It has been some time since the last entry in the Casual Restaurant Critic’s online ranting journal and so, post-pandemic and with renewed interest, the Critic puts forth a number of short and sweet reviews. Please note that you can also see these on Instagram now, consisting of a short blurb with some photos to get the latest takes on some Merida favorites and then some.
Located in the Itzimná area, next to the Mexpost post office (does anyone even use the horrendous postal service anymore?) Eureka has been the Critic’s favorite go-to for the longest time and several recent visits confirm that this place is still in the number one spot on the Critic’s list. Fine home-crafted dishes along with impeccable, personalized service in a tiny restaurant that always feels like home, make for a perfect outing whether it’s lunch with clients or significant other, evening dinners with friends and loved ones, or a scrumptious solo meal before heading home to an empty fridge. Highly recommended, always.
Another entry in the Italian cuisine category, this place is STILL around after decades of delighting people with great, authentic food. Service is as professional as it i going to get in Merida and the pastas taste authentic. Located across from the Cri Cri pre-school and near Plaza Fiesta, this restaurant is worth visiting if Eureka is full up.
Located just off 47 on or in the so-called Remate del Paseo de Montejo, this place had some great reviews so the Critic had to try it out. Ordering a Margherita pizza (just the basics) was a good choice. The crust was perfect, the cheese was fine and the basil was, well basil. Where it didn’t quite come together was in the sauce. On such a simple pizza the sauce has to shine and this one did not provide the oomph that would change this pizza from a casual good to lip-smacking outstanding. Looks amazing though.
La Quinta de Elena Roldan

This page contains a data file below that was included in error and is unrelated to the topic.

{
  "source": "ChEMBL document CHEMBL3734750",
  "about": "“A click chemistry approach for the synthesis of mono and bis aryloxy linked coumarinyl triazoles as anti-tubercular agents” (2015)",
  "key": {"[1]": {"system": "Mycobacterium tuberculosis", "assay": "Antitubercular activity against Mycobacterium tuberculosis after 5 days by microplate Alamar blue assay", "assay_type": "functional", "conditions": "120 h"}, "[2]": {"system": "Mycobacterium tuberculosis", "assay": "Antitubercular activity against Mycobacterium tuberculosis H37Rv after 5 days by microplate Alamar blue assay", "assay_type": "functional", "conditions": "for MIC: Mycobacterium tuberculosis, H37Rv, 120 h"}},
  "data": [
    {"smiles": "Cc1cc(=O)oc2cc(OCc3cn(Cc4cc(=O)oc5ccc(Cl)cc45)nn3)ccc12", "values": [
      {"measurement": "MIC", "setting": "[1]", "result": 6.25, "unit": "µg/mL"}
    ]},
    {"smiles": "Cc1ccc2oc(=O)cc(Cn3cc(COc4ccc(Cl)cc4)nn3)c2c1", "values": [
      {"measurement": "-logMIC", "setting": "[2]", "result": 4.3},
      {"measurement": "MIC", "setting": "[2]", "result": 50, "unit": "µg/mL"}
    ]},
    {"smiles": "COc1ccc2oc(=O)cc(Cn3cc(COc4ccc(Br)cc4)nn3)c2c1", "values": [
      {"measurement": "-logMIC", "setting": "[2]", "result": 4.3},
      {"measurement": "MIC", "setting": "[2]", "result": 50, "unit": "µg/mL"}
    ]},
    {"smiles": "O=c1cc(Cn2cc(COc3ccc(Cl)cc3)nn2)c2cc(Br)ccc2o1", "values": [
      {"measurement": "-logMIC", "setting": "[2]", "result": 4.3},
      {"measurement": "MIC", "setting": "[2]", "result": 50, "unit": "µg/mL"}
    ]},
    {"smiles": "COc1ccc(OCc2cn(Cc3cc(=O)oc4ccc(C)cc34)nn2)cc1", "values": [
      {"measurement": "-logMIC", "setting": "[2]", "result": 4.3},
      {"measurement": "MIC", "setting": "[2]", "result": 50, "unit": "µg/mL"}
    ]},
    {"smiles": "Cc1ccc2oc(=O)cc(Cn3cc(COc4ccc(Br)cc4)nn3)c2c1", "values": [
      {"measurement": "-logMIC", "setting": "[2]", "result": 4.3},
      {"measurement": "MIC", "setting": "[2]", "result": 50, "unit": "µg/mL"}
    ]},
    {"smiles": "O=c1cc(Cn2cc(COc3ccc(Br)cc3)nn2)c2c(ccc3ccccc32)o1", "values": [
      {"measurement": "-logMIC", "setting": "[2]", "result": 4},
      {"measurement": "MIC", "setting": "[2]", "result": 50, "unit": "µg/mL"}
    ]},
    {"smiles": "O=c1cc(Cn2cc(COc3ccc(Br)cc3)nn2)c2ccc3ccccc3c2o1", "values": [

This place is on the highway to Progreso, right across from the Coliseo, that concert venue with the stadium feel and hard plastic on concrete seating where you can see once-famous Mexican pop stars on their giras de despedida (goodbye tours) and the Critic has been there on a few occasions but it never seems to gel and there is something about the place that is a little shall we say different. Anyway, on this occasion, the Critic ordered a beer and a pizza and while it was fine, it wasn’t going to win any pizza awards any time soon. They do have a great ceviche and the beers are cold, so stick with that and forgo the pizza.
The Refettorio is tucked in here because it is a place where one can certainly eat, but likely readers might (or not) know it because it is a social kitchen designed to feed those who are in a vulnerable state; which could mean homeless, jobless, or just having a bad month.
Run by a core staff and many volunteers (you can be one) the Refettorio, an idea from the mind of Italian chef Massimo Bottura and brought to life in a beautiful restored mansion in Merida by Grupo Palace, headed by hotelier and philanthropist José Chapur, the kitchen churns out 200-300 meals per day to provide people a respite from their problems and enjoy a chef-prepared meal in a dignified, serene environment.
The food is nutritious, colorful, delicious and beautifully presented by guest chefs and kitchen staff/volunteers. If you can, take a day and spend a few hours volunteering here and you will be a better person for it.